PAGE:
Presidents' Day: Post-Valentine's Day facts about our presidents' love lives

Happy Valentine's Day, Mr. President. Marilyn Monroe sings a sultry 'Happy Birthday' to John F. Kennedy.
Happy Valentine's Day, Mr. President. Marilyn Monroe sings a sultry 'Happy Birthday' to John F. Kennedy. Courtesy YouTube

This year, Presidents' Day happens to come as the hangover to Valentine's Day weekend — a final day to rest up and remember (or forget) Valentine's 2014. Which got us thinking — how much do we know about our Presidents' romantic lives?

For many years, reporters covering the White House had a tacit agreement with the politicians they covered: romantic trysts and personal infidelities were out of bounds, not to be reported. But that's changed in recent years, even in France, where the press corps is famously unconcerned with its politicians' private lives.  The country has recently weathered a national scandal after its President was caught between two first ladies.

So, this Presidents Day, we offer a few irreverent facts about our former Presidents and their love lives. 

Affairs of state

John F. Kennedy is arguably the most notorious President when it comes to extramarital affairs. Women he allegedly slept with while in the White House include actress Marlene Dietrich.  She said he made a clumsy pass at her when she was 60 years old and that they slept together before a one-woman show she was performing in Washington.

JFK was alleged to have affairs with many others, including Judith Campbell Exner, White House intern Mimi Alford, and German spy Ellen Rometsch, among them.

But the most famous of JFK's alleged relationships was Marilyn Monroe.  Her rendition of  "Happy Birthday" has become an iconic symbol of their attraction to one another:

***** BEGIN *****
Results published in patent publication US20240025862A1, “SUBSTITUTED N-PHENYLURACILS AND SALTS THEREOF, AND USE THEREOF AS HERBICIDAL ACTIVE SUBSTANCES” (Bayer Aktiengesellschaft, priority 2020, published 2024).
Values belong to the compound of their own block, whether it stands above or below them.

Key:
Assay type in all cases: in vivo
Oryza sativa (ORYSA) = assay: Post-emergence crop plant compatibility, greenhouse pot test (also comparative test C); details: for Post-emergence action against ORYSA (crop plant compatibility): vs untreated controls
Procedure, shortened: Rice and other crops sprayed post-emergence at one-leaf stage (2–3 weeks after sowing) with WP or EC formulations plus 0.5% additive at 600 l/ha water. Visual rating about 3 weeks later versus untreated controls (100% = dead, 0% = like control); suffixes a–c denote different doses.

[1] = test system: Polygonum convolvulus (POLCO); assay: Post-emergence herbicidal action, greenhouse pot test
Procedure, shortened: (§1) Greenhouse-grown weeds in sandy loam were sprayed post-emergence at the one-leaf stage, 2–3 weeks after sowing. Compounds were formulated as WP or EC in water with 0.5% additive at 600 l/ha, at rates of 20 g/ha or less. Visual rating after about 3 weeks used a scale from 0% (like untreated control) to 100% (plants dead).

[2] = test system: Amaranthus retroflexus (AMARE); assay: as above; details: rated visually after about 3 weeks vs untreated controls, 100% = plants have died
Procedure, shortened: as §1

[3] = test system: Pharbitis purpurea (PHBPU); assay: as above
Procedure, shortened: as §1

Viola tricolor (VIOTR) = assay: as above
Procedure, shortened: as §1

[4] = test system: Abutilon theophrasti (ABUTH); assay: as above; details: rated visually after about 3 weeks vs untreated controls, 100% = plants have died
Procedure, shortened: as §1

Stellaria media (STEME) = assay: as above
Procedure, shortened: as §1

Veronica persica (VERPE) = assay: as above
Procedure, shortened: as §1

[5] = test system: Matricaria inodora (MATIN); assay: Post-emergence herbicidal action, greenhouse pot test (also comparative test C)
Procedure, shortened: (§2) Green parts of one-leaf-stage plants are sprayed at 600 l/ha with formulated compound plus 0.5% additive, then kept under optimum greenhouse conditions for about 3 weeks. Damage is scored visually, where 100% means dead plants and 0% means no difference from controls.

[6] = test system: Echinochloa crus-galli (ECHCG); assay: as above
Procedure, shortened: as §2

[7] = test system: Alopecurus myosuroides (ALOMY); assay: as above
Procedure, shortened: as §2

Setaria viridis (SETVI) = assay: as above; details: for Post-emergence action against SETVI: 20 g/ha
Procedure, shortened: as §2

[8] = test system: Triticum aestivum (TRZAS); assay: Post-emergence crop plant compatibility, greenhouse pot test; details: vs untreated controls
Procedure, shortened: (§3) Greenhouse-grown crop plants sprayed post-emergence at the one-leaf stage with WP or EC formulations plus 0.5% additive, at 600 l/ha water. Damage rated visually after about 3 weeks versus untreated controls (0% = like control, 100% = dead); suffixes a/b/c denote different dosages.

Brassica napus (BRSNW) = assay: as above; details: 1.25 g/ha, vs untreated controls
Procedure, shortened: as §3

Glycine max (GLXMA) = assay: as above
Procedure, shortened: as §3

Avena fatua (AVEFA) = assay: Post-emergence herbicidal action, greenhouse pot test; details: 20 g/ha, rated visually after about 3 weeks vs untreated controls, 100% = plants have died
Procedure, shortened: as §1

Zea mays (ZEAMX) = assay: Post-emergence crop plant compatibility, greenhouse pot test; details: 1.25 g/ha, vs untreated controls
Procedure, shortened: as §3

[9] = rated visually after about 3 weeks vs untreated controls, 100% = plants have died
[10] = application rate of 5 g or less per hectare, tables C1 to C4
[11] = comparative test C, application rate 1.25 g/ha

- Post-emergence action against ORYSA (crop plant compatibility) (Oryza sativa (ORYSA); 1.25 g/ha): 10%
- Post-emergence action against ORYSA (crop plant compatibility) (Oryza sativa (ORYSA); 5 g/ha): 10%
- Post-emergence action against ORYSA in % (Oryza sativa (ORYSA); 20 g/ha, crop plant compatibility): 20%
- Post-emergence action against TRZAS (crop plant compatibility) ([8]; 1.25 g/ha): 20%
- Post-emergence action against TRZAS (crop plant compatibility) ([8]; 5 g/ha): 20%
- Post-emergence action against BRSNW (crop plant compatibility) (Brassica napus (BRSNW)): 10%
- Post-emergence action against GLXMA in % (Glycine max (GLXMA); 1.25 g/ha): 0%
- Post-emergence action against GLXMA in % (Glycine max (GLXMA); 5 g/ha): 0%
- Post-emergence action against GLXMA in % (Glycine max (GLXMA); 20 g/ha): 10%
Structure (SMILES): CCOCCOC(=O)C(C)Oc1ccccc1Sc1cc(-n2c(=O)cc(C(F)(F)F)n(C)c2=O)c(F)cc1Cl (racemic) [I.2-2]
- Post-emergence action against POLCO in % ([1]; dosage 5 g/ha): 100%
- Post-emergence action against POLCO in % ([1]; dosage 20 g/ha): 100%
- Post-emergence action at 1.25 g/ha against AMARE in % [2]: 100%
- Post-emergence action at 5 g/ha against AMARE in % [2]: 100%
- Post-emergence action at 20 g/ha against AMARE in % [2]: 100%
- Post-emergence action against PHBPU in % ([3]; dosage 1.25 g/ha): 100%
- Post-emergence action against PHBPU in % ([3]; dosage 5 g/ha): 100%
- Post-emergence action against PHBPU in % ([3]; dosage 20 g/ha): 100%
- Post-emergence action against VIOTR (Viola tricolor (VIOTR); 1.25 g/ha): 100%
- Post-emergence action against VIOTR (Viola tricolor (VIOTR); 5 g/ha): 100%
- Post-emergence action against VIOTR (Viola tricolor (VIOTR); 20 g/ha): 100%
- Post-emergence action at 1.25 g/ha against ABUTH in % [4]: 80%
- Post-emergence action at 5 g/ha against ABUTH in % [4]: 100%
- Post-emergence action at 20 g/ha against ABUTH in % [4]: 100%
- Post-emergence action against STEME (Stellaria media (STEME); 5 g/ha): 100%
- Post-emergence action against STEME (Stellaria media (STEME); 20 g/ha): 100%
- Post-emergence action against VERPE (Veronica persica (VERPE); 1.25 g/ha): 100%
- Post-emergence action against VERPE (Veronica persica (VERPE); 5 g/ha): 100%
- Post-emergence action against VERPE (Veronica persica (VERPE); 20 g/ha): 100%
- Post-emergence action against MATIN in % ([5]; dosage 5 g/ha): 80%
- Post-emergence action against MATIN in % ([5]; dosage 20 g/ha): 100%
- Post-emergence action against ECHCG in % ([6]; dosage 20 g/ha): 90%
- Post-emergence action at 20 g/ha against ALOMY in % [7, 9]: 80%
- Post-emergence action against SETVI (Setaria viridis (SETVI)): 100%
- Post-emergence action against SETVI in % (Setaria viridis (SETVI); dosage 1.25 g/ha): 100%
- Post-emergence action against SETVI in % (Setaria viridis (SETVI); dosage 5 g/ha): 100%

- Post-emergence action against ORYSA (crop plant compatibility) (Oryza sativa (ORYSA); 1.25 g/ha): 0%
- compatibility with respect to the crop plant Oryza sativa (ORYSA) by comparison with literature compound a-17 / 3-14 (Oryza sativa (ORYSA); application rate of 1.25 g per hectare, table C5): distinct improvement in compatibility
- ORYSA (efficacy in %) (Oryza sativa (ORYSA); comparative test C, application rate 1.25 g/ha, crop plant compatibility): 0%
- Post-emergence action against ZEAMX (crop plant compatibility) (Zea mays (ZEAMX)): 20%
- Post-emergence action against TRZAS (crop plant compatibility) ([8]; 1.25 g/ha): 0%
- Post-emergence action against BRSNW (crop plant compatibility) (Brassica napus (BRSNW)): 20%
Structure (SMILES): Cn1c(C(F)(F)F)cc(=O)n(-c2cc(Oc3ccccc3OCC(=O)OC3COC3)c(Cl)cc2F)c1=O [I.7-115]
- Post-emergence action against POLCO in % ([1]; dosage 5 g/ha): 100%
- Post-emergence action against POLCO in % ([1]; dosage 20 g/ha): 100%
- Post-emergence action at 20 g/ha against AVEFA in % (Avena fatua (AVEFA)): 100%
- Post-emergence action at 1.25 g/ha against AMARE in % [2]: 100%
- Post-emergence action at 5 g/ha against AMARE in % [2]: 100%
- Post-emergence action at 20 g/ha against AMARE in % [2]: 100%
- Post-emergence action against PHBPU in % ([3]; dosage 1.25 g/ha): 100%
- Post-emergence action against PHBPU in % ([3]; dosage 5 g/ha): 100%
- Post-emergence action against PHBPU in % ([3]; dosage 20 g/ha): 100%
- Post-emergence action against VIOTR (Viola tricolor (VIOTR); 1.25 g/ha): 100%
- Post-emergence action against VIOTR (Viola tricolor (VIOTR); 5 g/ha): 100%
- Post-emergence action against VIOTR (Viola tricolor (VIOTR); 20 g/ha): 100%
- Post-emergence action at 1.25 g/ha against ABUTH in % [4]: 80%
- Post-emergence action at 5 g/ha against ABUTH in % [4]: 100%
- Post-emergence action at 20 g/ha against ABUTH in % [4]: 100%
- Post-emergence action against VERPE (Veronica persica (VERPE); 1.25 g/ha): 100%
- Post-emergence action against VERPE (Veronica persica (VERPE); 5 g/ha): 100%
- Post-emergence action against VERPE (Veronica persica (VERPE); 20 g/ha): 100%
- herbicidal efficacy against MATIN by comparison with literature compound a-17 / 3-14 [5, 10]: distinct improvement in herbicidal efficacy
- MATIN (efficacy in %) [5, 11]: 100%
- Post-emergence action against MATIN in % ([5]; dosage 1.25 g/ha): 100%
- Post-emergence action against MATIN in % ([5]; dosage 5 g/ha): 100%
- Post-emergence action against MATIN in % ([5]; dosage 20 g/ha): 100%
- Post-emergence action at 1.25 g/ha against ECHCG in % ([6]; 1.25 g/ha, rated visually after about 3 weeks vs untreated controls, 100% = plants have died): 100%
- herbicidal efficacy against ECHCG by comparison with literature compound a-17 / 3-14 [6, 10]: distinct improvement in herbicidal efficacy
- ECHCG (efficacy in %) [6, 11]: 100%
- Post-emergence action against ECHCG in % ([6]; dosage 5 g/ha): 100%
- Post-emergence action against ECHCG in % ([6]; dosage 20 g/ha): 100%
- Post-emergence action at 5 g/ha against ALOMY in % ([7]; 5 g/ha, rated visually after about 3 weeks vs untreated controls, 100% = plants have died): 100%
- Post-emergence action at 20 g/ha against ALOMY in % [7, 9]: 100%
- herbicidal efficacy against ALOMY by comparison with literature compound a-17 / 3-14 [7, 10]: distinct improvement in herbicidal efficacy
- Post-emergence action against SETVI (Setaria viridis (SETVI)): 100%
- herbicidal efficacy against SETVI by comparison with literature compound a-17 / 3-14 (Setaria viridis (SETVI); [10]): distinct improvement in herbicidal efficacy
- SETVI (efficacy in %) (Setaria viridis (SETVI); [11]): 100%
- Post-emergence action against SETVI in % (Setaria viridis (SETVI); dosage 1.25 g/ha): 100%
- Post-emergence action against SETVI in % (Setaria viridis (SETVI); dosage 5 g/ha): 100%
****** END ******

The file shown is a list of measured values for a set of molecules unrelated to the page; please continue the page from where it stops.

Marilyn Monroe's happy birthday song

Of course, Kennedy is not the only U.S. President to have reportedly been involved in extra-marital affairs. A quick round-up of past presidential infidelities include: 

  • President Bill Clinton's tryst with intern Monica Lewinsky was perhaps the most public acknowledgement in U.S. history. You can relive the embarrassing apology on the internet. It's hard to say anything that hasn't already been poured over in the Clinton- Lewinsky affair, but one somewhat forgotten sideline moment amidst the lewd details was Lewinsky's move to what was then fledgling reality T.V. — with prank comedian Tom Green
  • Franklin Roosevelt reportedly had an affair with his wife's assistant, Lucy Mercer, with their relationship lasting for decades. It began during World War I and Mercer was even president in Warm Springs, Georgia when the president eventually died during his fourth term in office.
  • Lyndon Johnson allegedly had an affair with Alice Glass while he was a young congressman. Glass was already allegedly the mistress of the publisher of a local newspaper.
  • Jimmy Carter confused the nation by confessing in a Playboy magazine interview to committing adultery — in his heart, by looking at women other than his wife with lust. It was a reference to his Christian beliefs, but caused a scandal and almost cost him the 1976 election. Watch Carter address his statement in a debate:

Jimmy Carter on his Playboy interview

Presidential elopes, libidos and other odd ends

A young Andrew Jackson married his wife, Rachel Jackson, before she'd divorced her first husband,  in the first reported case of pre-presidential bigamy. It also became one of the first instances of a president's personal life becoming political cannon-fodder. In the election of 1828, Jackson and his wife were smeared by their opponents as adulterers. 

After his wife died from a stroke in the White House, President John Tyler eloped with wealthy New York scion Julia Gardiner. He was 54 at the time and she was 21, but they'd actually known each other for several years beforehand. Tyler had reportedly assisted Julia — then 19 — after her father was killed in a freak accident on a boat along the Potomac aboard the U.S.S Princeton. From the History Channel's website: